Saturday, February 01, 2014

Pushing through

 Leapfrog - SOLD
30" x 40"  oil on canvas

One of the most common issues I see with people learning to draw and paint is giving up too soon.If expectation is not met in a short period of time, boredom sets in or a feeling of "I can't do this."  The point at which that feeling is reached is usually the pivotal point for a piece of art.  The bones of the piece are in place, but the final vision can't be seen, so the maker becomes frustrated and it is easier to stop than forge ahead. Keeping the vision that inspired in the first place and knowing that it will take time and hard work to reach that vision seems to be the issue.

When I started this painting of  boats, I screwed up the initial drawing.  That could have been enough for the inner voice to say "stop", but I didn't let it.  I redrew the piece then started on the painting.  All the way through, I revised and resolved problems.  The process of creating is one of constant conversation in my head that guides my hand and eye in what to put where, what colour to choose, and whether it works for me or not.   I don't let the inner voices get to me much anymore.  I shut them down and its quite amazing how quickly they retreat when they're stood up to.  If I let them in, they'll tell me that I can't draw or paint; that I should stop because what I'm painting is rubbish and I should go take up knitting again.

The half way point in any drawing or painting is full of pain and questions.  Its meant to be.  It forces you to think through, seek the vision, resolve the problems and know that what lies ahead WILL work.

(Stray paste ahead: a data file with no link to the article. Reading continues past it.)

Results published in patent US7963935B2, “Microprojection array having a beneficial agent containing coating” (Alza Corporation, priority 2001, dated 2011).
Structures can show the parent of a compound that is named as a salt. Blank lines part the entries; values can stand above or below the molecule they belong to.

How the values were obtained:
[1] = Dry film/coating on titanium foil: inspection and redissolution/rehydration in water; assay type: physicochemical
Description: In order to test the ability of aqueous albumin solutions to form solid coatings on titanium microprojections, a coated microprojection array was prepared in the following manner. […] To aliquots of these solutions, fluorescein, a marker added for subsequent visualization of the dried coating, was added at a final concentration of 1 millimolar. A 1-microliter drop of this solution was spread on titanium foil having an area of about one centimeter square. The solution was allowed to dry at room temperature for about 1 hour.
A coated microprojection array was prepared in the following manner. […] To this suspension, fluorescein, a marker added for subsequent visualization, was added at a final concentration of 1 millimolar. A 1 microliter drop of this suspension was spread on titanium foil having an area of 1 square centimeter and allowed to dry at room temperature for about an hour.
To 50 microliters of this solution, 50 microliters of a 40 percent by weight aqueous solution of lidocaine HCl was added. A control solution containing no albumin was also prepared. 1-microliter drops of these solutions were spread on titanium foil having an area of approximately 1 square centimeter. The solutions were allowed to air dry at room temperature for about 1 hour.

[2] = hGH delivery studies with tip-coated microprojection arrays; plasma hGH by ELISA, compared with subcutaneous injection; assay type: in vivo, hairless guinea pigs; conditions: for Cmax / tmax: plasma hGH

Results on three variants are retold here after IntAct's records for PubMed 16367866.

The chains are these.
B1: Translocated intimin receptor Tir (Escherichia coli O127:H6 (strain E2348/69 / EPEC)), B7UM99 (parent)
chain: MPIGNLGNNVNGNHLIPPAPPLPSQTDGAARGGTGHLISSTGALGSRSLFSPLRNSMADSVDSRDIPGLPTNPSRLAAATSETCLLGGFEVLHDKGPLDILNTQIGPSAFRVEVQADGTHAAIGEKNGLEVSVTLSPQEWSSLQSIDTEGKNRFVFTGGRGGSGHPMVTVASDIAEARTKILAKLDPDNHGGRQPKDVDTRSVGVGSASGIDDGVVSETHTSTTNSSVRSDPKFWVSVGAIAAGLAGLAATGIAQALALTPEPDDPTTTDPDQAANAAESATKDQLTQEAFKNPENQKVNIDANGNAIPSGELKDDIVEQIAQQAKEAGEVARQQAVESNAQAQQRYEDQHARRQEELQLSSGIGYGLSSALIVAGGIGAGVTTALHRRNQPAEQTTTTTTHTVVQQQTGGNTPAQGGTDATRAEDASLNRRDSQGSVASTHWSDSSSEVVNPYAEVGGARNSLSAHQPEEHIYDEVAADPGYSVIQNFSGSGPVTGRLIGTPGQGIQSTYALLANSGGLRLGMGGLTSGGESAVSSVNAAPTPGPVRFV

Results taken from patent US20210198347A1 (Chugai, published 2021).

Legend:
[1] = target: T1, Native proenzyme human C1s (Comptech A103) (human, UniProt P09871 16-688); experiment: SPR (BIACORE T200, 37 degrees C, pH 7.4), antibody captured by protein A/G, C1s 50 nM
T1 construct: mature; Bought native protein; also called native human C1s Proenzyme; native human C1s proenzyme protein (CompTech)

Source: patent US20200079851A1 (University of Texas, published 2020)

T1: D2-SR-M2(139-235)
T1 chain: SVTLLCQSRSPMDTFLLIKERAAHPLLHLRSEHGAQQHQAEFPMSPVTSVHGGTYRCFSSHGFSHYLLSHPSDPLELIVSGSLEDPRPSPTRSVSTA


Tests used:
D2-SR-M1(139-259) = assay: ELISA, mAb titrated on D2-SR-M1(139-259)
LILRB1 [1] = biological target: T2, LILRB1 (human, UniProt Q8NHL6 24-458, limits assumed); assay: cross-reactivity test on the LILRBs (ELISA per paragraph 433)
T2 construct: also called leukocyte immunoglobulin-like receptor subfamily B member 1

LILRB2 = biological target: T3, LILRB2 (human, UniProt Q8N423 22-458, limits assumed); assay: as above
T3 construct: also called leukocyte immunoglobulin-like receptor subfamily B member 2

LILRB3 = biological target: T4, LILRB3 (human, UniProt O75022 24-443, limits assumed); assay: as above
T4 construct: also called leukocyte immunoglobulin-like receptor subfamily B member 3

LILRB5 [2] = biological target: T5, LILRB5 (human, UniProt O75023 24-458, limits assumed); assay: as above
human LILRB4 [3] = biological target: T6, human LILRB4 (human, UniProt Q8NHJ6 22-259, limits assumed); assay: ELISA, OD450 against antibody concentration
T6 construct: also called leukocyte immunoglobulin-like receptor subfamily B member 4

Still reading the biography of Lucien Freud, it seems none of us are alone in this journey of self doubt.  Freud used to lie on the floor and cry or have total tantrums when starting most paintings, or sometimes part way through, as they frustrated him so much.  But he kept going.  That is key.  Half way is half way - to hell or heaven.  I choose heaven.


Katherine Thomas said...

What a beautifully written, inspiring post! Thank you! I like what you said about the journey, and the voices that guide you and the voices that try to dissuade you. So true! The painting is wonderful! It's creative and original, and really invites the viewer into the scene and mood. Congratulations!

theartistsday said...

I love to see your thoughts about the way you work Jeanette.
I start each painting with such hope and enthusiasm. I can understand why Freud lay on the floor and howled. It so rare that things work out as you expect, but persistence is all.

Jennifer Rose Phillip said...

its that little voice in an artist's head that really needs to be silenced with duct tape sometimes :p

I don't know why but i'm not a fan of Freud, I can appreciate the work that goes into his paintings, but not something I would actively seek out in a gallery

debwardart said...

How true - it's always so easy to give up (in art and in life) when things get tough, but we actually learn more by fixing mistakes and solving problems than if it all flows smoothly. And we feel so much better with the outcome! This is a very good painting - so glad you didn't stop halfway!

Jeanette Jobson said...

Katherine I think we all go through self doubt no matter what stage of art we are in. Glad you enjoy the painting.

theartistsday, there is the enthusiasm of starting a new painting, stained with trepidation when things don't go quite as planned. Pushing those defeatist voices aside leads the way always.

Jen, oh I so agree! Duct tape indeed lol.

Freud's work is unique. What I find interesting is the story behind the paintings and what made him what he was. Whether you enjoy his work or not, it's a peek behind the scenes in life and work.

Deb, isn't it so true? We do give up too easily when things become difficult at all levels in life. I see it a lot in painting and drawing students who aren't willing to invest time and energy and want instant gratification. Time will teach the lesson.

Sue Pownall said...

A very interesting and thoughtful piece of writing.

I love this finished painting and can't see you giving up to knit :)